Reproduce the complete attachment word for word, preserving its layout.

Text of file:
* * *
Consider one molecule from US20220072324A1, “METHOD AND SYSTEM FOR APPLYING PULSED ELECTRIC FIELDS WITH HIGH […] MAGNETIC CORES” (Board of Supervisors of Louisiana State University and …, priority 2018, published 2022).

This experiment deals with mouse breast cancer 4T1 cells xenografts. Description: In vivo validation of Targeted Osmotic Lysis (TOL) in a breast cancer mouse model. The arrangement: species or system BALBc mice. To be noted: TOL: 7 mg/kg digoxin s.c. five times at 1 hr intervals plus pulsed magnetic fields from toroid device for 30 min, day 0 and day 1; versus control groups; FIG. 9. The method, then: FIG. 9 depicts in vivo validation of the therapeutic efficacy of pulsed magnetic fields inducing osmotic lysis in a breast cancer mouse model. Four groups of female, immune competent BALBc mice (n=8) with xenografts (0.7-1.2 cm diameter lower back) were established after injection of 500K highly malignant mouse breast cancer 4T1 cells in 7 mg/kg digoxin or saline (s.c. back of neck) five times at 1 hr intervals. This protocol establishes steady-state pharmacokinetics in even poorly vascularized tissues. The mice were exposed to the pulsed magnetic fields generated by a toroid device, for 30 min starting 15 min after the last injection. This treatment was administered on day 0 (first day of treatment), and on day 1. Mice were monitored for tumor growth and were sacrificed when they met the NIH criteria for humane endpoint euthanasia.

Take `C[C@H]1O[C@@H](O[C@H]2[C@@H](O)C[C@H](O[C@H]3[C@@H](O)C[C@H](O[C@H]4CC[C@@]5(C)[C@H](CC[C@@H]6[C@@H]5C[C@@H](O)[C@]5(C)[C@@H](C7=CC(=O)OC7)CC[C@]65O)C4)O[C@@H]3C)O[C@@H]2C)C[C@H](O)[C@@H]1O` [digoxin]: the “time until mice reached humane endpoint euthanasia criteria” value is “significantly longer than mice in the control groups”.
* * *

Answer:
Consider one molecule from US20220072324A1, “METHOD AND SYSTEM FOR APPLYING PULSED ELECTRIC FIELDS WITH HIGH […] MAGNETIC CORES” (Board of Supervisors of Louisiana State University and …, priority 2018, published 2022).

This experiment deals with mouse breast cancer 4T1 cells xenografts. Description: In vivo validation of Targeted Osmotic Lysis (TOL) in a breast cancer mouse model. The arrangement: species or system BALBc mice. To be noted: TOL: 7 mg/kg digoxin s.c. five times at 1 hr intervals plus pulsed magnetic fields from toroid device for 30 min, day 0 and day 1; versus control groups; FIG. 9. The method, then: FIG. 9 depicts in vivo validation of the therapeutic efficacy of pulsed magnetic fields inducing osmotic lysis in a breast cancer mouse model. Four groups of female, immune competent BALBc mice (n=8) with xenografts (0.7-1.2 cm diameter lower back) were established after injection of 500K highly malignant mouse breast cancer 4T1 cells in 7 mg/kg digoxin or saline (s.c. back of neck) five times at 1 hr intervals. This protocol establishes steady-state pharmacokinetics in even poorly vascularized tissues. The mice were exposed to the pulsed magnetic fields generated by a toroid device, for 30 min starting 15 min after the last injection. This treatment was administered on day 0 (first day of treatment), and on day 1. Mice were monitored for tumor growth and were sacrificed when they met the NIH criteria for humane endpoint euthanasia.

Take `C[C@H]1O[C@@H](O[C@H]2[C@@H](O)C[C@H](O[C@H]3[C@@H](O)C[C@H](O[C@H]4CC[C@@]5(C)[C@H](CC[C@@H]6[C@@H]5C[C@@H](O)[C@]5(C)[C@@H](C7=CC(=O)OC7)CC[C@]65O)C4)O[C@@H]3C)O[C@@H]2C)C[C@H](O)[C@@H]1O` [digoxin]: the “time until mice reached humane endpoint euthanasia criteria” value is “significantly longer than mice in the control groups”.